Gridlock At The World-Famous “Crooked Street” Prompts Legislation To Soothe Residents' Woes
Publication: San Francisco Magazine
Looking to take a drive down the famed twisty segment of Lombard Street? There’s an app for that—or so California State Assemblyman Phil Ting hopes there will be in the near future.
When residents built the hairpin turns in 1922 on the brick road, they hoped to tackle its 27-degree grade, which made it difficult for cars in that era to climb. Never could they imagine they were laying the foundation for what would become one of the city’s most popular tourist spots, attracting more than 2 million visitors per year. In fact, between cars queuing up to take their turns down the road and people capturing selfies at the bottom of the street, what once was an answer to transportation woes has now become the exact opposite.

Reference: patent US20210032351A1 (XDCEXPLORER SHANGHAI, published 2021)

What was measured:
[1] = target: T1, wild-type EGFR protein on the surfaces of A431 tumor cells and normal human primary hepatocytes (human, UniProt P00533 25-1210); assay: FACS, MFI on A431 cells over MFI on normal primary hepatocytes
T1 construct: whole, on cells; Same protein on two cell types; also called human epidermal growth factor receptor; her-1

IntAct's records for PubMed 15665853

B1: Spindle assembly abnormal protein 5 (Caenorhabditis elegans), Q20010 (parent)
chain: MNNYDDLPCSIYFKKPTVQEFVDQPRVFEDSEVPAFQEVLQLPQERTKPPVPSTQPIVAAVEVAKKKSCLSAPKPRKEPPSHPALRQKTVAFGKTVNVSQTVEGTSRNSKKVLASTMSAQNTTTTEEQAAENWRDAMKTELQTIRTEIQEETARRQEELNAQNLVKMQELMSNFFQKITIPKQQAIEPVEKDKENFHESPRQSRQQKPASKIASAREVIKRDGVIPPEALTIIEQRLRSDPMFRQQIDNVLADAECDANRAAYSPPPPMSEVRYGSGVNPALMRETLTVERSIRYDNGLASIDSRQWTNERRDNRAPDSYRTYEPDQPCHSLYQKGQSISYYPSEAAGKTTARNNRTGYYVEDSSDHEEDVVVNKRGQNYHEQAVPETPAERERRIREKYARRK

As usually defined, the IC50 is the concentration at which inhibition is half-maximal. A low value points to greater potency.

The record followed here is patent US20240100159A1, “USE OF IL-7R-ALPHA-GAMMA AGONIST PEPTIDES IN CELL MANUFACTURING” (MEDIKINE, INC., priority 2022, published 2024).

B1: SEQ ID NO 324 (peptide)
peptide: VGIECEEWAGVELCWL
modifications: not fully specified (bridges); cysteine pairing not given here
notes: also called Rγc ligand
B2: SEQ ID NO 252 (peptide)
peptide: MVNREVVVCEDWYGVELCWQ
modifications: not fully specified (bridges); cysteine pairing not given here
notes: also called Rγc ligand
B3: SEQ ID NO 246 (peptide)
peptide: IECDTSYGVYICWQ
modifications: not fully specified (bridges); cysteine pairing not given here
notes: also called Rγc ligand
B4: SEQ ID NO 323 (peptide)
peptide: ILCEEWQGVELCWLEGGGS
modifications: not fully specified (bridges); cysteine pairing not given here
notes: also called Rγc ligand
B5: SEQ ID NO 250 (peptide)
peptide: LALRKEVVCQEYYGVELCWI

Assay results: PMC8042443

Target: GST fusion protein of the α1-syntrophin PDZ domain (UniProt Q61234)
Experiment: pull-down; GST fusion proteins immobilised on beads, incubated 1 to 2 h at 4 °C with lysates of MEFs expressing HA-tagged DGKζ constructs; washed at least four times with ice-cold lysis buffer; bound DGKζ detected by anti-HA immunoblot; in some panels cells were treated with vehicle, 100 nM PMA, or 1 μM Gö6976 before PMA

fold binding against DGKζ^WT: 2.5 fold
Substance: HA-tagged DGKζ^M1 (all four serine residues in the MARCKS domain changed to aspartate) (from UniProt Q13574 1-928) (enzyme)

“On a busy summer weekend, that street can see 17,000 visitors a day on one block,” says Ting. “What ends up happening is that the block gets overrun; then, at the bottom of the hill, you have people taking pictures while all the cars are coming down. You also have all the traffic on the side streets, with cars queuing within four blocks from that street in gridlock. We want to make it a better experience for tourists and residents.”